Smash the Tablets: Get iPads Out of Our Schools


Recently, investors who own roughly $2 billion in Apple stock wrote an open letter to the corporation expressing concern that iPhones and tablet computers were harming the minds of children. Studies cited in the letter detailed a startling drop in students’ ability to focus on educational tasks.

One study found that “67% of the over 2,300 teachers surveyed observed that the number of students who are negatively distracted by digital technologies in the classroom is growing and 75% say students’ ability to focus on educational tasks has decreased.”

This is not the first alarm to sound over children’s use of tablets and iPhones. The Wall Street Journal and Atlantic Monthly this year profiled the striking addictiveness of iPhones and iPads and linked their use to a precipitous drop in users’ ability to concentrate. In 2013, Time magazine reported an “epidemic” of Attention Deficit/Hyperactivity Disorder (ADHD), which had surged 50% above the previous decade to 6 million diagnosed children. It noted ominously: “The rise in ADHD has coincided with the rise of mobile devices.”

Correlation alone cannot establish causation; it will take some time for the science to settle. These devices are still new. Our little lab rats likely have at least another decade to scorch their retinas and sizzle their minds before researchers are prepared to issue conclusive findings connecting the use of tablets and iPhones to the attention crisis in our young. Until then, permit me a question: What in God’s name are these devices doing in our schools?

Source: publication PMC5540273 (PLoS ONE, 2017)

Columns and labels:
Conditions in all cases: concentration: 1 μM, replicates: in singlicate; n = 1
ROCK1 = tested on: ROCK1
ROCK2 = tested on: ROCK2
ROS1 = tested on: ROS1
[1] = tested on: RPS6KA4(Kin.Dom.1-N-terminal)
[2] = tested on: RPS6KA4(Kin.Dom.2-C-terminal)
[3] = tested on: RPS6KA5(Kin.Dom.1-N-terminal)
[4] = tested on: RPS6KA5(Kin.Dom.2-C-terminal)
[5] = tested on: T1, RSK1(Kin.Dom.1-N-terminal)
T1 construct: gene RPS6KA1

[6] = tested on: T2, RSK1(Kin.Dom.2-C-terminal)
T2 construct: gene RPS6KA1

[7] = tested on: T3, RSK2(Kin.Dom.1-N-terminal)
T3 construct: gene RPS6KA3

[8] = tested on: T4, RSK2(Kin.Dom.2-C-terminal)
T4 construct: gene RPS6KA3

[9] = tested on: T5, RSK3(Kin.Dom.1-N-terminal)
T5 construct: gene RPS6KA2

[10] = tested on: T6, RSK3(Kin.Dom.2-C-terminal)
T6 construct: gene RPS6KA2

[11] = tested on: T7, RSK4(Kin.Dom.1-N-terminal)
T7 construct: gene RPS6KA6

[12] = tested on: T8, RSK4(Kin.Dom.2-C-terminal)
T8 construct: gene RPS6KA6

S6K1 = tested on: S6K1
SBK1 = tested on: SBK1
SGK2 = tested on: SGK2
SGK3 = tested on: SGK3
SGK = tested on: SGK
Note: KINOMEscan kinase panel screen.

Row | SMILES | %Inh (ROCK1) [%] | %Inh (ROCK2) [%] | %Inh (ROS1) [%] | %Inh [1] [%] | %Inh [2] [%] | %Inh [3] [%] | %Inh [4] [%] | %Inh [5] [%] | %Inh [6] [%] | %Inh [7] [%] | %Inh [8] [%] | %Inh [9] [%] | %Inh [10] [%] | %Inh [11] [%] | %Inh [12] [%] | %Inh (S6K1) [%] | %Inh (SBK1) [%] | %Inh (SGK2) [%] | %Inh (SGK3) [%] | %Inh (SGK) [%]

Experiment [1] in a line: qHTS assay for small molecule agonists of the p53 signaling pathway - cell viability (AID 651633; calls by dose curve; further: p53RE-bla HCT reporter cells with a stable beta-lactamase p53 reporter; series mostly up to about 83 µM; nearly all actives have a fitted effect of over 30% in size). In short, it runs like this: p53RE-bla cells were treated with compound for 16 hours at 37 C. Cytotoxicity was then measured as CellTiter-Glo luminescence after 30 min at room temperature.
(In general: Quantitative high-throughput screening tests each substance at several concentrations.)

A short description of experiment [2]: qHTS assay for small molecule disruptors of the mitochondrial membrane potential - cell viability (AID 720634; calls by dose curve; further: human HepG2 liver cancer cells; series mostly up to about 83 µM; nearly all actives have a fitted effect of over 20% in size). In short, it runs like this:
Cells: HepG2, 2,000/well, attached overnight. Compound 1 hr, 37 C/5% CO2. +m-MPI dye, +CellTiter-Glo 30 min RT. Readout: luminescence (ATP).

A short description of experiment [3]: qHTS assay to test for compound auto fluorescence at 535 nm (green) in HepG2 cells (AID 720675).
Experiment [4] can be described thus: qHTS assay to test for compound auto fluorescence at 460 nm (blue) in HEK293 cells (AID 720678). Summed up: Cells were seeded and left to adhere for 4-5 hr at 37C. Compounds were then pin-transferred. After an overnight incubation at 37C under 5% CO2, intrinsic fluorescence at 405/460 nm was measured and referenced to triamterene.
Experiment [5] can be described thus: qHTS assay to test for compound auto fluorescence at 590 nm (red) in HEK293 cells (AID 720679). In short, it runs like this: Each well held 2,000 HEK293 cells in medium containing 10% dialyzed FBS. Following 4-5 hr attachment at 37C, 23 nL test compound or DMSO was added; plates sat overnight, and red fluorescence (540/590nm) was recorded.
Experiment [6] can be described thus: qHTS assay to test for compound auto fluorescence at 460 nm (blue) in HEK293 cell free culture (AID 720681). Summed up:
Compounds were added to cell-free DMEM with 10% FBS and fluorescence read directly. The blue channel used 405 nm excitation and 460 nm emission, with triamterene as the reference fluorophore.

I’ve been nervous about these devices for years and haven’t permitted my kids to use them. I operated on a simple theory: Anything that absorbs children completely and causes them to wail like junkies for a crack pipe when it is pried from their hands just can’t be good for them. So, my husband and I endured awkward conversations with relatives who begged to FaceTime with our kids, and the insistence of other parents that many apps were “educational.” We toted activity books and DVD players along on flights with movies we’d chosen.

When our boys were ready to enter preschool, we toured many yeshiva schools only to find that the children whose attention spans we’d fought to preserve would be handed computer tablets by their teachers. Why?

I’ve never gotten a clear answer to this, and believe me, I’ve asked. An educator at one school said that children need to learn to use iPads to “keep step with a changing world.” A lousy rationale if ever there was one. Anyone who has witnessed the miraculous feat of a developmentally disabled child or toddler successfully manipulating an iPad knows how easy these devices are to use; that is their genius.

I’ve heard a teacher boast that an in-class curriculum app enables him “to monitor students’ work in real time.” While I’m puzzled by the reluctance to check on children’s progress face to face, I’m wholly befuddled by “making-a-teacher’s-life-easier” as a rationale for any significant curriculum change, particularly one that further adheres children to screens.

So, why is this a Jewish problem? Why not just an American one? Because Jews should know better.

Perhaps Jews’ greatest achievement on the world-historical stage resides in our ability to educate our children. Without the benefit of a single iPad, the classroom has served as a unique laboratory of quirky Jewish exceptionalism.

One might think this would give us the confidence to ignore the sultry flash of glowing glass. Instead, we hunger for it. Our day schools are rapidly replacing textbooks with iPads, classroom lectures with apps. Kids swipe and tap through class while a teacher monitors like a researcher observing a line of robots. All before gaining solid proof that these technologies will help — or even proof that they won’t hurt — our children’s ability to learn.

I’m not suggesting a Mosaic smashing of tablets, not really. All I’m suggesting is: wait. A great experiment is being conducted across America on its young, for better or worse. Why not see how it pans out before committing our children to the result?


Abigail Shrier is a writer and graduate of Yale Law School living in Los Angeles.

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